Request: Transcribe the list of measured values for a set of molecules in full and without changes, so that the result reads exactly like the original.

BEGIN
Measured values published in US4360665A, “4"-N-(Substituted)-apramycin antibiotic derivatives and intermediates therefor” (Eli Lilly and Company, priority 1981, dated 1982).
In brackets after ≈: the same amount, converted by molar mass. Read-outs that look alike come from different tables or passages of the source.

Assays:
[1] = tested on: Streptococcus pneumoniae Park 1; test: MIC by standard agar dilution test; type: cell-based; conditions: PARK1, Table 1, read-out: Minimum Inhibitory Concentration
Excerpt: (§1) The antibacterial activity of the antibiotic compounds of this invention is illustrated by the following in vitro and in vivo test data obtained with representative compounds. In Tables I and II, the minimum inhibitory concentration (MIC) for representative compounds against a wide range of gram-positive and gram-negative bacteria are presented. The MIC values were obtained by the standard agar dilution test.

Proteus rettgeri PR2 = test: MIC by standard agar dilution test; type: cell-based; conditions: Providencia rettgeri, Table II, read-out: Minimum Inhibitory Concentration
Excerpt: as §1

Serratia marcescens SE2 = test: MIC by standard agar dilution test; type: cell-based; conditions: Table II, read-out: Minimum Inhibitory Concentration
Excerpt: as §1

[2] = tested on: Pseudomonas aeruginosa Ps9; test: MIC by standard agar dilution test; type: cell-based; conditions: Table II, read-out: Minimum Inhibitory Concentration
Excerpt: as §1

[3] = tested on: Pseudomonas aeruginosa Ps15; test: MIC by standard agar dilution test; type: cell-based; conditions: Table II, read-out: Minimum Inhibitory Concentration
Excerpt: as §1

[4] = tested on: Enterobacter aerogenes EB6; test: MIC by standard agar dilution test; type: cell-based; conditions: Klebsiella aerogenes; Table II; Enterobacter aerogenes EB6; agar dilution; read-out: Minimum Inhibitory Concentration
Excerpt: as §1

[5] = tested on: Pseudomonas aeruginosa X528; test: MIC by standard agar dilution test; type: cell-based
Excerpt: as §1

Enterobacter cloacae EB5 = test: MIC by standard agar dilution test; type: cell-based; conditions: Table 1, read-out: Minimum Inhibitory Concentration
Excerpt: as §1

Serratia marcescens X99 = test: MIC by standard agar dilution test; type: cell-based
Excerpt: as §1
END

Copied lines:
Measured values published in US4360665A, “4"-N-(Substituted)-apramycin antibiotic derivatives and intermediates therefor” (Eli Lilly and Company, priority 1981, dated 1982).
In brackets after ≈: the same amount, converted by molar mass. Read-outs that look alike come from different tables or passages of the source.

Assays:
[1] = tested on: Streptococcus pneumoniae Park 1; test: MIC by standard agar dilution test; type: cell-based; conditions: PARK1, Table 1, read-out: Minimum Inhibitory Concentration
Excerpt: (§1) The antibacterial activity of the antibiotic compounds of this invention is illustrated by the following in vitro and in vivo test data obtained with representative compounds. In Tables I and II, the minimum inhibitory concentration (MIC) for representative compounds against a wide range of gram-positive and gram-negative bacteria are presented. The MIC values were obtained by the standard agar dilution test.

Proteus rettgeri PR2 = test: MIC by standard agar dilution test; type: cell-based; conditions: Providencia rettgeri, Table II, read-out: Minimum Inhibitory Concentration
Excerpt: as §1

Serratia marcescens SE2 = test: MIC by standard agar dilution test; type: cell-based; conditions: Table II, read-out: Minimum Inhibitory Concentration
Excerpt: as §1

[2] = tested on: Pseudomonas aeruginosa Ps9; test: MIC by standard agar dilution test; type: cell-based; conditions: Table II, read-out: Minimum Inhibitory Concentration
Excerpt: as §1

[3] = tested on: Pseudomonas aeruginosa Ps15; test: MIC by standard agar dilution test; type: cell-based; conditions: Table II, read-out: Minimum Inhibitory Concentration
Excerpt: as §1

[4] = tested on: Enterobacter aerogenes EB6; test: MIC by standard agar dilution test; type: cell-based; conditions: Klebsiella aerogenes; Table II; Enterobacter aerogenes EB6; agar dilution; read-out: Minimum Inhibitory Concentration
Excerpt: as §1

[5] = tested on: Pseudomonas aeruginosa X528; test: MIC by standard agar dilution test; type: cell-based
Excerpt: as §1

Enterobacter cloacae EB5 = test: MIC by standard agar dilution test; type: cell-based; conditions: Table 1, read-out: Minimum Inhibitory Concentration
Excerpt: as §1

Serratia marcescens X99 = test: MIC by standard agar dilution test; type: cell-based
Excerpt: as §1